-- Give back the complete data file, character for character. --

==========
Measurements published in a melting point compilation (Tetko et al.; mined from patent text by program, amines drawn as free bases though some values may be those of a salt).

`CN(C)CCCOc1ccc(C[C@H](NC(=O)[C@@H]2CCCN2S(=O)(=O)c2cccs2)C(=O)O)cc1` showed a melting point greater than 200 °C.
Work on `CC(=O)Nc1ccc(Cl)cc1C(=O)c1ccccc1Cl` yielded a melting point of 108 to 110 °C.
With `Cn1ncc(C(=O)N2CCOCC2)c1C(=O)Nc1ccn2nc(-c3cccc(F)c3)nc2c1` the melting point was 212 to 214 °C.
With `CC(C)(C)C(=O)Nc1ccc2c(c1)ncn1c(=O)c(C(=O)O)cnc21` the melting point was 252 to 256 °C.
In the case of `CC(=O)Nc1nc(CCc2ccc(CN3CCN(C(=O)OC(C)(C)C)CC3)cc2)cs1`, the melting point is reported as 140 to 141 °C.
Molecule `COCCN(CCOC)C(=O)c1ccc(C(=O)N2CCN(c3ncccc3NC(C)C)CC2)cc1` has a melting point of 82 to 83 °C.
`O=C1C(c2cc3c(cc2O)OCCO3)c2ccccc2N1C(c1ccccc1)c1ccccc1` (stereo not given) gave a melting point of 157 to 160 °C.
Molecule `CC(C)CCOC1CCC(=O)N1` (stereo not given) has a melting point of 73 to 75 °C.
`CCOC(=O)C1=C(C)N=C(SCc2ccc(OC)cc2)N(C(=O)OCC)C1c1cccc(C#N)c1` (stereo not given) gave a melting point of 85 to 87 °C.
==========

Measurements published in a melting point compilation (Tetko et al.; mined from patent text by program, amines drawn as free bases though some values may be those of a salt).

`CN(C)CCCOc1ccc(C[C@H](NC(=O)[C@@H]2CCCN2S(=O)(=O)c2cccs2)C(=O)O)cc1` showed a melting point greater than 200 °C.
Work on `CC(=O)Nc1ccc(Cl)cc1C(=O)c1ccccc1Cl` yielded a melting point of 108 to 110 °C.
With `Cn1ncc(C(=O)N2CCOCC2)c1C(=O)Nc1ccn2nc(-c3cccc(F)c3)nc2c1` the melting point was 212 to 214 °C.
With `CC(C)(C)C(=O)Nc1ccc2c(c1)ncn1c(=O)c(C(=O)O)cnc21` the melting point was 252 to 256 °C.
In the case of `CC(=O)Nc1nc(CCc2ccc(CN3CCN(C(=O)OC(C)(C)C)CC3)cc2)cs1`, the melting point is reported as 140 to 141 °C.
Molecule `COCCN(CCOC)C(=O)c1ccc(C(=O)N2CCN(c3ncccc3NC(C)C)CC2)cc1` has a melting point of 82 to 83 °C.
`O=C1C(c2cc3c(cc2O)OCCO3)c2ccccc2N1C(c1ccccc1)c1ccccc1` (stereo not given) gave a melting point of 157 to 160 °C.
Molecule `CC(C)CCOC1CCC(=O)N1` (stereo not given) has a melting point of 73 to 75 °C.
`CCOC(=O)C1=C(C)N=C(SCc2ccc(OC)cc2)N(C(=O)OCC)C1c1cccc(C#N)c1` (stereo not given) gave a melting point of 85 to 87 °C.